Teachers in English schools have now had ten years of prescriptive national literacy strategies and it is time for a new approach. This book encourages children from their early years to think of themselves as writers who have something to write and know how to write it.
Creating Writers in the Primary Classroom offers an exciting and refreshing approach to teaching writing in the primary school with very practical suggestions to help build a community of writers in your school where everyone writes and loves writing. Building on the research of recent years and with whole-curriculum provision, it shows teachers how to actively engage children in the writing process, excite them about what they can achieve and help all children to think of themselves as writers.
The book begins with a clear analysis of what real writers really need and has chapters on working outdoors, using the very best of children’s literature, drama and imaginative play, as well as sounds and images. It also features a chapter on practical, productive planning, including two case studies that show the approaches in use at schools. Creating Writers in the Primary Classroom is packed with practical advice, games and strategies for the classroom based on the authors’ successful experience as teachers and in-service providers. These new approaches will enable teachers to get their children up and moving, experiencing what writers experience, feeling what writers feel and, most important of all, writing how writers write.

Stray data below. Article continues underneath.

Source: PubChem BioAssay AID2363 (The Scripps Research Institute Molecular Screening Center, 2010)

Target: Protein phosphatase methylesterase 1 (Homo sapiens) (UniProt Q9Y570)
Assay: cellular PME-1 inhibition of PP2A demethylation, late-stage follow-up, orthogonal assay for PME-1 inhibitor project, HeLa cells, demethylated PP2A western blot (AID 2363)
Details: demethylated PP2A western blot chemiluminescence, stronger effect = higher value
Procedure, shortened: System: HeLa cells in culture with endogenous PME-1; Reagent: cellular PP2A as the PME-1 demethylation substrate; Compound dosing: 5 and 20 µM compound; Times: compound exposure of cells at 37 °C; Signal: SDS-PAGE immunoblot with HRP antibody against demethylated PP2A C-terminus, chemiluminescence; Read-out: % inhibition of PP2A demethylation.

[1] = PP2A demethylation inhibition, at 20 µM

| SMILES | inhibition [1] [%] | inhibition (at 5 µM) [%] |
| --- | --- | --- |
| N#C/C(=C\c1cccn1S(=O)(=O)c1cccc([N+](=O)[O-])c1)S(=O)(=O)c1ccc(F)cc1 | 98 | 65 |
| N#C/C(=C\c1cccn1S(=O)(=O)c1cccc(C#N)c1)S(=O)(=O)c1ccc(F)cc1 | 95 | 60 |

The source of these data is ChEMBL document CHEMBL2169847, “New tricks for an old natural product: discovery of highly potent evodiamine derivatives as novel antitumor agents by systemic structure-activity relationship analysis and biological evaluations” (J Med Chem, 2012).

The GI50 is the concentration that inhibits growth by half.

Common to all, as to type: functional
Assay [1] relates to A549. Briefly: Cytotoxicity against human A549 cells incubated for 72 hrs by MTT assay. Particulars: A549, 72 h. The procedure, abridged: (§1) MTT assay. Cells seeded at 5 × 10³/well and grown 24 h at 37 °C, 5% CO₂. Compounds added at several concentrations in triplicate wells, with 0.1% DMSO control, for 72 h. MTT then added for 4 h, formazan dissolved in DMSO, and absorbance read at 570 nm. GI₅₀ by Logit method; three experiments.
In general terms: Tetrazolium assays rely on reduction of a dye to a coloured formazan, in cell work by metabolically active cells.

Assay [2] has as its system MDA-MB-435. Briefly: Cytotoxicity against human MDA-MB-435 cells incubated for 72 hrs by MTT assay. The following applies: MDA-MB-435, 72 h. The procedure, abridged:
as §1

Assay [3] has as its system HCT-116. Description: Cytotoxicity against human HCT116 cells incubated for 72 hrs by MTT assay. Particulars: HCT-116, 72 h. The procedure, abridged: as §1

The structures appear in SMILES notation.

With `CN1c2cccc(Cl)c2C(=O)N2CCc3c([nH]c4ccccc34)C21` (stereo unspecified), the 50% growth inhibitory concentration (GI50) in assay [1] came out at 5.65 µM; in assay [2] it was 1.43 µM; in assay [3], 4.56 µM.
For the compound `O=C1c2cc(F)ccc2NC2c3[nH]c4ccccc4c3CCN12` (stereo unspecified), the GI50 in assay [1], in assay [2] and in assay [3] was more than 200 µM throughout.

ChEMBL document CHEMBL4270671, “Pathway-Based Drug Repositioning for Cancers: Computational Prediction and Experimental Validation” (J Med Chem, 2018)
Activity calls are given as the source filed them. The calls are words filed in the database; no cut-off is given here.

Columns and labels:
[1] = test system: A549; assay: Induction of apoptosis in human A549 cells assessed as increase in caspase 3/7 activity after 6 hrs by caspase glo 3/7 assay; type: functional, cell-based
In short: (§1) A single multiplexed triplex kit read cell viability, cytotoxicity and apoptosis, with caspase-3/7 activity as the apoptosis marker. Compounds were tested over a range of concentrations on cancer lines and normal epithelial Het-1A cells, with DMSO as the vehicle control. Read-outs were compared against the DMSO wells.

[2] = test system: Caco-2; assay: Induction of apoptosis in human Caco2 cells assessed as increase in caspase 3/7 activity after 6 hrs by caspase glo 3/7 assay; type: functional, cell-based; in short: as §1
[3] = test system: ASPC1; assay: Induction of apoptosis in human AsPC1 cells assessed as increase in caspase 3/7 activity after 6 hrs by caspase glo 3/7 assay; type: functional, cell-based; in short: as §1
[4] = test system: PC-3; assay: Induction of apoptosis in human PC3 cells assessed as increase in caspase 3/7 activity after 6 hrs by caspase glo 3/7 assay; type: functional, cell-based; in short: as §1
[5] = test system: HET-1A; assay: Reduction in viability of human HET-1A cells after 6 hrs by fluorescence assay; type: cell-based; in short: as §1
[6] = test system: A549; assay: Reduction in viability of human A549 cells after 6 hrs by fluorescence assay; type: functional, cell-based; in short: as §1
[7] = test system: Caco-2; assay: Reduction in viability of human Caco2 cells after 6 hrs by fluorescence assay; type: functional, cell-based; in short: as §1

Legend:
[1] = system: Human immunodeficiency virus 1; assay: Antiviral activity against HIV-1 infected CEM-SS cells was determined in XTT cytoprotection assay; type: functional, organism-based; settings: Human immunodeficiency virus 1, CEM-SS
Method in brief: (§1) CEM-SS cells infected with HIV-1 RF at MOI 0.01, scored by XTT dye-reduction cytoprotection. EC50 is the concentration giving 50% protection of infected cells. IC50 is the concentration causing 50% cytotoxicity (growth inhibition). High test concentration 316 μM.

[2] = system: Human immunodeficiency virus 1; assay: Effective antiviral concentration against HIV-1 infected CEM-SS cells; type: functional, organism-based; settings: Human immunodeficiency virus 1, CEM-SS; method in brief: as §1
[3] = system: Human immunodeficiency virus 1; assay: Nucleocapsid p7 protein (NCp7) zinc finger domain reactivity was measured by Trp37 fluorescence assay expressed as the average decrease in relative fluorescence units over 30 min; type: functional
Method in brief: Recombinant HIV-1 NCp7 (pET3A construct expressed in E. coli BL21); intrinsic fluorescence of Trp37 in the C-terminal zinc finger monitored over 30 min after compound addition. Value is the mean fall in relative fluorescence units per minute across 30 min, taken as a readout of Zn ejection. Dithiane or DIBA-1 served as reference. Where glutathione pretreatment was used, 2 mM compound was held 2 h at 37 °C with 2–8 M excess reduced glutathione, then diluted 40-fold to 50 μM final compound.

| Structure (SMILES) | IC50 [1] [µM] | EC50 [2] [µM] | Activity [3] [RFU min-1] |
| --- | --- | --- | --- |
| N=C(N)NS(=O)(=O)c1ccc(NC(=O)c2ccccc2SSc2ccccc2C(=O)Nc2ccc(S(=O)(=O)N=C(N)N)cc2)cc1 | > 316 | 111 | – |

'The book can be read from start to finish easily, but I suspect many teachers will want to revisit, dipping in to draw on the ideas and approaches described. This is an outstanding and accessible text, which has the potential to change practice. It will enhance the focus on text as a starting point in the renewed literacy framework for primary schools and support teachers in the development of 'talk for writing', giving them the theoretical background alongside so many practical approaches.' - NATE
'This is an extremely useful book which- in the context of Primary Curriculum Reviews and the greater flexibility offered by the Renewed Framework- has been published at just the right time. It acknowledges the ways in which the Literacy Strategy has helped in the genre-led teaching of sentence structure, and textual cohesion and then goes on to offer a more wide-ranging perspective on the writing process and on the pedagogies that will help develop confident, engaged writiers across all ages.' - NATE Classroom
Introduction 1. Something worth writing about? 2. Getting out more 3. Good books matter 4. Using drama and imaginative play 5. Using sound and images 6. Creating a range of texts 7. Practical, productive planning 8. Building a community of writers